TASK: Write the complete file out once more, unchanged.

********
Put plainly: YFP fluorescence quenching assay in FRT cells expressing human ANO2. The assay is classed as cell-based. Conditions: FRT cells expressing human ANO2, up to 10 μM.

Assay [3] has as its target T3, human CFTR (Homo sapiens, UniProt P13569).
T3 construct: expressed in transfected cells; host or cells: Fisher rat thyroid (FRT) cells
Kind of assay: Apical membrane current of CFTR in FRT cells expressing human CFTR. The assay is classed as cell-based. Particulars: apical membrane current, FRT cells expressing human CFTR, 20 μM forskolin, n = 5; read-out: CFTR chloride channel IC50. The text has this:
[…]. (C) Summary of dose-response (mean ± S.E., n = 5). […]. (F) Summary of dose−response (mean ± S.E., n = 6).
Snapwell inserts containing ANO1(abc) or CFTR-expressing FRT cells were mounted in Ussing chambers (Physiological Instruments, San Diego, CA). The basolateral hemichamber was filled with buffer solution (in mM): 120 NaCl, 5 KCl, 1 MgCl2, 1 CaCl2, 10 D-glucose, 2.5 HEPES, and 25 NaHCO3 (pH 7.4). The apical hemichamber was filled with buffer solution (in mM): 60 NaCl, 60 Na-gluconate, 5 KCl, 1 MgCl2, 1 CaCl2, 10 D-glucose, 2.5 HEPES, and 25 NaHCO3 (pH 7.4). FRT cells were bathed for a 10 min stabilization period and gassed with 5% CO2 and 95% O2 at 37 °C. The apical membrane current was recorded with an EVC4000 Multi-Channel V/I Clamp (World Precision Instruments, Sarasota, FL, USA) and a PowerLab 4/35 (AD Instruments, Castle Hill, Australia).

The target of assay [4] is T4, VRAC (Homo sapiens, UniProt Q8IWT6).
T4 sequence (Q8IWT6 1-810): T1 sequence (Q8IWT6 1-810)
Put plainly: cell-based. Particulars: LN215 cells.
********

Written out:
Put plainly: YFP fluorescence quenching assay in FRT cells expressing human ANO2. The assay is classed as cell-based. Conditions: FRT cells expressing human ANO2, up to 10 μM.

Assay [3] has as its target T3, human CFTR (Homo sapiens, UniProt P13569).
T3 construct: expressed in transfected cells; host or cells: Fisher rat thyroid (FRT) cells
Kind of assay: Apical membrane current of CFTR in FRT cells expressing human CFTR. The assay is classed as cell-based. Particulars: apical membrane current, FRT cells expressing human CFTR, 20 μM forskolin, n = 5; read-out: CFTR chloride channel IC50. The text has this:
[…]. (C) Summary of dose-response (mean ± S.E., n = 5). […]. (F) Summary of dose−response (mean ± S.E., n = 6).
Snapwell inserts containing ANO1(abc) or CFTR-expressing FRT cells were mounted in Ussing chambers (Physiological Instruments, San Diego, CA). The basolateral hemichamber was filled with buffer solution (in mM): 120 NaCl, 5 KCl, 1 MgCl2, 1 CaCl2, 10 D-glucose, 2.5 HEPES, and 25 NaHCO3 (pH 7.4). The apical hemichamber was filled with buffer solution (in mM): 60 NaCl, 60 Na-gluconate, 5 KCl, 1 MgCl2, 1 CaCl2, 10 D-glucose, 2.5 HEPES, and 25 NaHCO3 (pH 7.4). FRT cells were bathed for a 10 min stabilization period and gassed with 5% CO2 and 95% O2 at 37 °C. The apical membrane current was recorded with an EVC4000 Multi-Channel V/I Clamp (World Precision Instruments, Sarasota, FL, USA) and a PowerLab 4/35 (AD Instruments, Castle Hill, Australia).

The target of assay [4] is T4, VRAC (Homo sapiens, UniProt Q8IWT6).
T4 sequence (Q8IWT6 1-810): T1 sequence (Q8IWT6 1-810)
Put plainly: cell-based. Particulars: LN215 cells.